Turkey to deport hundreds of illegal Afghan migrants

Turkish Prime Minister Binali Yildirim listens to Afghanistan's Chief Executive Abdullah Abdullah during a press conference in Kabul Sunday. AP
Updated 10 April 2018
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Turkey to deport hundreds of illegal Afghan migrants

  • Turkey currently hosts more than 4.5 million migrants including 3.2 million Syrian refugees
  • Rights groups have criticized the move, claiming that deporting migrants back to the conflict-torn area would put their lives at risk
KABUL: The governments of Afghanistan and Turkey have agreed on the deportation of Afghans who have been living in Turkey without legal documents for years, Afghan officials told Arab News on Monday.
The deal was reached on Sunday during the visit of Turkish Prime Minister Binali Yildirim to Kabul.
Both governments will form a joint team to identify how many such illegal Afghan migrants live in Turkey, Javed Faisal, a spokesman for the chief executive office, told Arab News.
He said the Afghans ended up in Turkey while either trying to migrate to Europe or were deported from Europe after their refugee status was rejected by host countries over the past few years. More than 200 such migrants were deported to Kabul from Turkey on Sunday, just as the Turkish leader was holding talks with Afghan authorities, an official at the Afghan Ministry of Repatriation of Refugees, who did not wish to be named, revealed to Arab News.
An estimated 150,000 Afghans have been living in Turkey, 600 of which are believed to be lacking proper travel documents, said another government official.
“The deportation of migrants is contrary to international laws, as it was conducted without any understanding with my ministry, which is the concerned authority dealing with issues pertaining to immigrants with all the countries that have given shelter to Afghan nationals,” said the Afghan Ministry of Refugee Repatriation official.
The deportation procedure had been completed for 591 migrants in the eastern province of Erzurum, claimed the Turkish Interior Ministry. Charter flights to Kabul would be arranged on Saturday and Sunday to send the migrants back, it added.
“Following the completion of deportation procedures for illegal migrants in our other provinces, deportations will speed up and continue in the coming days,” the ministry said in a statement.
 


Russia ‘trying to help Syrian refugees to return home’

Russian soldiers distribute aid in the central Syrian province of Homs. (File/AFP)
Updated 17 August 2018
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Russia ‘trying to help Syrian refugees to return home’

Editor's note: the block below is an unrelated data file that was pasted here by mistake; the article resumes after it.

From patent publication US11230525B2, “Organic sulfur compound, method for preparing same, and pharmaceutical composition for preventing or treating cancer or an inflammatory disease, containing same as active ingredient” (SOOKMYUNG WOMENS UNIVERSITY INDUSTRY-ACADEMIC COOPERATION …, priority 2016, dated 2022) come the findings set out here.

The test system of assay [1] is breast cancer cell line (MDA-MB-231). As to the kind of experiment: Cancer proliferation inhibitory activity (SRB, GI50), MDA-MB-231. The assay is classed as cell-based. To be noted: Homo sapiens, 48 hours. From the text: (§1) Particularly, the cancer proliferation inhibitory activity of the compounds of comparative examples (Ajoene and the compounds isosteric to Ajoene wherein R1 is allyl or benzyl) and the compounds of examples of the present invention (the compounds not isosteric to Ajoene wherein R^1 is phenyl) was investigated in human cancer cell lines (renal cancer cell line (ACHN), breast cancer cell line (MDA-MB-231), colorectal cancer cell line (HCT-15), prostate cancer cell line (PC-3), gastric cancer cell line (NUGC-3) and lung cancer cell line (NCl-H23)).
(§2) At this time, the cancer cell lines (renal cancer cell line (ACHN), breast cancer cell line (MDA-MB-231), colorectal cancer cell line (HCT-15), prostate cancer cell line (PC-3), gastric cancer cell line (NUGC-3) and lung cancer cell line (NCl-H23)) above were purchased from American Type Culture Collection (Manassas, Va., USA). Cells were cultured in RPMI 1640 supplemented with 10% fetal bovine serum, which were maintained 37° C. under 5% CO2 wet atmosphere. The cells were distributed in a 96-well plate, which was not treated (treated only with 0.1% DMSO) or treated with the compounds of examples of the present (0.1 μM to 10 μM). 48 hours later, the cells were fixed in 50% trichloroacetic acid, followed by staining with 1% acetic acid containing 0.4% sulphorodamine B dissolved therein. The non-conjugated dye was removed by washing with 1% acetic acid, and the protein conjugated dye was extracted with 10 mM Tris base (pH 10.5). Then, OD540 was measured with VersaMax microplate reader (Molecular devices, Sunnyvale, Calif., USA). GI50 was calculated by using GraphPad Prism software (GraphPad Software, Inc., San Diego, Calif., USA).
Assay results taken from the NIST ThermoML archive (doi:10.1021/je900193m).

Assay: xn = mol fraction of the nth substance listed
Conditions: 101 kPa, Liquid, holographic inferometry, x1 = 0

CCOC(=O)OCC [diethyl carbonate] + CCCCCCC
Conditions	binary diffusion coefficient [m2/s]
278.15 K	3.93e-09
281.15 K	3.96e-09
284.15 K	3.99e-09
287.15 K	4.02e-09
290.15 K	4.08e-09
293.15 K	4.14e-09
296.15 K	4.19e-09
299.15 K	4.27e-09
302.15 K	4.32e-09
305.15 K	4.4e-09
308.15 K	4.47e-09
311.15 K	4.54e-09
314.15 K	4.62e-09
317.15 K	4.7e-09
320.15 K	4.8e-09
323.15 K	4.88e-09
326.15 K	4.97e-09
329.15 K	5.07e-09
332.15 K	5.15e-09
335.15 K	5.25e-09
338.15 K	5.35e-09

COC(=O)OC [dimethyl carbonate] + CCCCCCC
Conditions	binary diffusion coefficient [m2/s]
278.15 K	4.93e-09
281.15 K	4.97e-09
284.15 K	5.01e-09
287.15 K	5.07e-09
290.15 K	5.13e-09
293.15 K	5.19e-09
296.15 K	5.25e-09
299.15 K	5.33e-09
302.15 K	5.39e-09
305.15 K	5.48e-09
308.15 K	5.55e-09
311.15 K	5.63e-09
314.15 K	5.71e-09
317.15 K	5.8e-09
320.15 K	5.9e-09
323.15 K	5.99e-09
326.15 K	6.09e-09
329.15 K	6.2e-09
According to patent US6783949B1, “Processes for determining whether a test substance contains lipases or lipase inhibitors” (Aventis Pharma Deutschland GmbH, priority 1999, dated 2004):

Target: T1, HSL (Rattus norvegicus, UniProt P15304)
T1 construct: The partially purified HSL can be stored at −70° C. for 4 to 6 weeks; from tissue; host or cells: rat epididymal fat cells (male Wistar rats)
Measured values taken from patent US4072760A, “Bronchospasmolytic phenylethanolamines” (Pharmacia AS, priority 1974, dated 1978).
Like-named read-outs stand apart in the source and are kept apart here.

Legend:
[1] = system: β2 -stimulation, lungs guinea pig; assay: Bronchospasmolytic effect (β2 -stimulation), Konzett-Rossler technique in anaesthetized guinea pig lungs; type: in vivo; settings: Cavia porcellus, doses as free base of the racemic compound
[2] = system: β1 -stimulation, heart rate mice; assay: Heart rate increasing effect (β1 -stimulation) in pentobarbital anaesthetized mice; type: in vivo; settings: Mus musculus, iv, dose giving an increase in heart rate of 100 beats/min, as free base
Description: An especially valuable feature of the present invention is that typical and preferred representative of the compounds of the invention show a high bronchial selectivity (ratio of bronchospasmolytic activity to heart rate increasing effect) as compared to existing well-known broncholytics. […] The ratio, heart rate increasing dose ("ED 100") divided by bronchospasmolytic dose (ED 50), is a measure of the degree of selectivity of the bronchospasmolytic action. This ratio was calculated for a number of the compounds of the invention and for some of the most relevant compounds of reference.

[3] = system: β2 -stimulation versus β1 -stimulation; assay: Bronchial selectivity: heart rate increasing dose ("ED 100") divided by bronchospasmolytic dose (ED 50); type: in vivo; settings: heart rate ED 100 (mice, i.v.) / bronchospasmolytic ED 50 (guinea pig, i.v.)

• A buffer zone separates Syria to the east, from the Israeli-occupied Golan Heights to the west
  • The Russian military police have set up four observation points along the demarcation line on the Syrian side of the buffer zone

MOSCOW: The Russian Defense Ministry said it was coordinating efforts to help Syrian refugees return home and rebuild the country’s infrastructure destroyed by the civil war.
Col. Gen. Mikhail Mizintsev said in a conference call that included Russian and Syrian officials that work is underway to rebuild dozens of Syria’s power stations, schools and other vital institutions.
In Damascus, Syrian Public Administration Minister Hussein Makhlouf pledged the regime would protect refugee property rights and grant returning refugees a year’s deferral from military conscription.
“The Syrian government is working to simplify procedures for refugees who return, repair housing and try to create new jobs,” Makhlouf said, adding that the authorities were also working to streamline legislation to facilitate refugee returns.
He dismissed as hostile “propaganda” claims that some refugees were facing arrests on their return.
Makhlouf called on Western nations to drop their sanctions against Damascus, introduced early in the seven-year conflict, in order to help post-war restoration and encourage the return of the refugees.
Mizintsev said that over 1.2 million of internally displaced Syrians and about 300,000 refugees have returned in the past two and a half years.
Kremlin spokesman Dmitry Peskov said Russian President Vladimir Putin might take part in a summit with the leaders of Turkey and Iran at the beginning of September.
The three leaders met in April at a summit in Ankara where they discussed developments in Syria.
With help from its Russian ally, President Bashar Assad’s regime has expelled fighters from large parts of Syria’s south since June.
Israel has repeatedly pledged to prevent Iran from establishing a military presence along its border. A series of airstrikes that killed Iranians inside Syria have been attributed to Israel.
A buffer zone separates Syria to the east, from the Israeli-occupied Golan Heights to the west.
The Russian army’s Lt.-Gen. Sergei Kuralenko told reporters on an organized press tour this week how “stability” had returned to the buffer zone.
Apart from “a few problems with Daesh” in its southern tip, the demilitarized zone was “entirely under control of Syrian military police,” Kuralenko said.
“Everything is ready” for the return of UN troops, he said, after the peacekeepers were forced to withdraw in 2014.
After retaking most of the two southern provinces adjacent to the buffer zone, regime forces last month raised their flag inside, above the key border crossing of Quneitra.
The Russian military police have set up four observation points along the demarcation line on the Syrian side of the buffer zone, Kuralenko said, and plan to set up four more in the near future.
They are “willing to hand them over to the UN if it says it is ready to ensure the monitoring of the Golan alone,” he said.